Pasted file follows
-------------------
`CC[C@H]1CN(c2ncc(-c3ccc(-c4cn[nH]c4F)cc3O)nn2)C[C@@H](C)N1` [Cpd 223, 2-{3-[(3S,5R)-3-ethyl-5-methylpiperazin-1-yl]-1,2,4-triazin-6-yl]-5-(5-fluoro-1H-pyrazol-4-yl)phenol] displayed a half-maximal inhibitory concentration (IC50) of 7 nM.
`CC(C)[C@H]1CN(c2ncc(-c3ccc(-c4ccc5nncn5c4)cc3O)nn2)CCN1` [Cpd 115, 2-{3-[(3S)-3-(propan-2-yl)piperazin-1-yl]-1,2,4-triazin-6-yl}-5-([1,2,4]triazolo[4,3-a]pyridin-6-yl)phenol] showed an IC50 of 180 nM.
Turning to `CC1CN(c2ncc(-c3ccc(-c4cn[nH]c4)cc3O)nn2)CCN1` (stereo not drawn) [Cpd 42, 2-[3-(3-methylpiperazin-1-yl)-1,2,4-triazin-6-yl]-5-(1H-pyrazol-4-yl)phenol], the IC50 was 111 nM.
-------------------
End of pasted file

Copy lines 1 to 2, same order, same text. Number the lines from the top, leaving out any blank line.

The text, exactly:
`CC[C@H]1CN(c2ncc(-c3ccc(-c4cn[nH]c4F)cc3O)nn2)C[C@@H](C)N1` [Cpd 223, 2-{3-[(3S,5R)-3-ethyl-5-methylpiperazin-1-yl]-1,2,4-triazin-6-yl]-5-(5-fluoro-1H-pyrazol-4-yl)phenol] displayed a half-maximal inhibitory concentration (IC50) of 7 nM.
`CC(C)[C@H]1CN(c2ncc(-c3ccc(-c4ccc5nncn5c4)cc3O)nn2)CCN1` [Cpd 115, 2-{3-[(3S)-3-(propan-2-yl)piperazin-1-yl]-1,2,4-triazin-6-yl}-5-([1,2,4]triazolo[4,3-a]pyridin-6-yl)phenol] showed an IC50 of 180 nM.